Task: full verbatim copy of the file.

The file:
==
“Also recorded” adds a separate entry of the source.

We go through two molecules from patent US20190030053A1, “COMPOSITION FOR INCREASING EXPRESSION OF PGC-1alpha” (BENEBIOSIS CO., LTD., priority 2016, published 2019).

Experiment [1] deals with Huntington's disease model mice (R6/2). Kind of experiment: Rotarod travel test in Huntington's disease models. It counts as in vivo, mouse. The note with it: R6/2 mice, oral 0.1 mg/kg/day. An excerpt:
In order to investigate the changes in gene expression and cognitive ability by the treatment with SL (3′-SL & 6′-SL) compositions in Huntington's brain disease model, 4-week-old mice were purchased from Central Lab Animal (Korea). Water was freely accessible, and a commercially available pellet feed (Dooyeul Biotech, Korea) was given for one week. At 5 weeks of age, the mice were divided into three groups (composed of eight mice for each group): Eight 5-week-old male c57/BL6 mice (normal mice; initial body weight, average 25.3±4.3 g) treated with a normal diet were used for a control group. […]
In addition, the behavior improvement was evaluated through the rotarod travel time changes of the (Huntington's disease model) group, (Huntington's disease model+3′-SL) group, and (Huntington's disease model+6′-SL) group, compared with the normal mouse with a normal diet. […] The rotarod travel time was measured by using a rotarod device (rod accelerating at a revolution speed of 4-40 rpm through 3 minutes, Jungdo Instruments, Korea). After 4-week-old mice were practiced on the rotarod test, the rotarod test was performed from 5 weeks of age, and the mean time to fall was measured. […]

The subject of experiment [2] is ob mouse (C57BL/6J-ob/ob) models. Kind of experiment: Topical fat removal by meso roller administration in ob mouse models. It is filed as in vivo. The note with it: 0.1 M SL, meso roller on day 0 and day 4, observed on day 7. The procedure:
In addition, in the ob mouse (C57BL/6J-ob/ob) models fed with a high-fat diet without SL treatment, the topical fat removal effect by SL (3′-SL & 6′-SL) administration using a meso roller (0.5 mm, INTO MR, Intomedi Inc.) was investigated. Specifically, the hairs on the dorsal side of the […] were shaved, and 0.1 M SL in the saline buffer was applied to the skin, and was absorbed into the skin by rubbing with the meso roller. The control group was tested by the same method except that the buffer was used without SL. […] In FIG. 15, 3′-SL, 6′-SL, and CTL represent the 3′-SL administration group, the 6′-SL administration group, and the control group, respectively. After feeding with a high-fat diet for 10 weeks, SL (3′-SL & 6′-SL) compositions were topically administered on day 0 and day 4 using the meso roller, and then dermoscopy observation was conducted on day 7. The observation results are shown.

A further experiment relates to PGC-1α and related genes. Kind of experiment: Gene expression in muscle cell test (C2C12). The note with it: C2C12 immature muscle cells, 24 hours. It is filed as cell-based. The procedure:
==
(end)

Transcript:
“Also recorded” adds a separate entry of the source.

We go through two molecules from patent US20190030053A1, “COMPOSITION FOR INCREASING EXPRESSION OF PGC-1alpha” (BENEBIOSIS CO., LTD., priority 2016, published 2019).

Experiment [1] deals with Huntington's disease model mice (R6/2). Kind of experiment: Rotarod travel test in Huntington's disease models. It counts as in vivo, mouse. The note with it: R6/2 mice, oral 0.1 mg/kg/day. An excerpt:
In order to investigate the changes in gene expression and cognitive ability by the treatment with SL (3′-SL & 6′-SL) compositions in Huntington's brain disease model, 4-week-old mice were purchased from Central Lab Animal (Korea). Water was freely accessible, and a commercially available pellet feed (Dooyeul Biotech, Korea) was given for one week. At 5 weeks of age, the mice were divided into three groups (composed of eight mice for each group): Eight 5-week-old male c57/BL6 mice (normal mice; initial body weight, average 25.3±4.3 g) treated with a normal diet were used for a control group. […]
In addition, the behavior improvement was evaluated through the rotarod travel time changes of the (Huntington's disease model) group, (Huntington's disease model+3′-SL) group, and (Huntington's disease model+6′-SL) group, compared with the normal mouse with a normal diet. […] The rotarod travel time was measured by using a rotarod device (rod accelerating at a revolution speed of 4-40 rpm through 3 minutes, Jungdo Instruments, Korea). After 4-week-old mice were practiced on the rotarod test, the rotarod test was performed from 5 weeks of age, and the mean time to fall was measured. […]

The subject of experiment [2] is ob mouse (C57BL/6J-ob/ob) models. Kind of experiment: Topical fat removal by meso roller administration in ob mouse models. It is filed as in vivo. The note with it: 0.1 M SL, meso roller on day 0 and day 4, observed on day 7. The procedure:
In addition, in the ob mouse (C57BL/6J-ob/ob) models fed with a high-fat diet without SL treatment, the topical fat removal effect by SL (3′-SL & 6′-SL) administration using a meso roller (0.5 mm, INTO MR, Intomedi Inc.) was investigated. Specifically, the hairs on the dorsal side of the […] were shaved, and 0.1 M SL in the saline buffer was applied to the skin, and was absorbed into the skin by rubbing with the meso roller. The control group was tested by the same method except that the buffer was used without SL. […] In FIG. 15, 3′-SL, 6′-SL, and CTL represent the 3′-SL administration group, the 6′-SL administration group, and the control group, respectively. After feeding with a high-fat diet for 10 weeks, SL (3′-SL & 6′-SL) compositions were topically administered on day 0 and day 4 using the meso roller, and then dermoscopy observation was conducted on day 7. The observation results are shown.

A further experiment relates to PGC-1α and related genes. Kind of experiment: Gene expression in muscle cell test (C2C12). The note with it: C2C12 immature muscle cells, 24 hours. It is filed as cell-based. The procedure: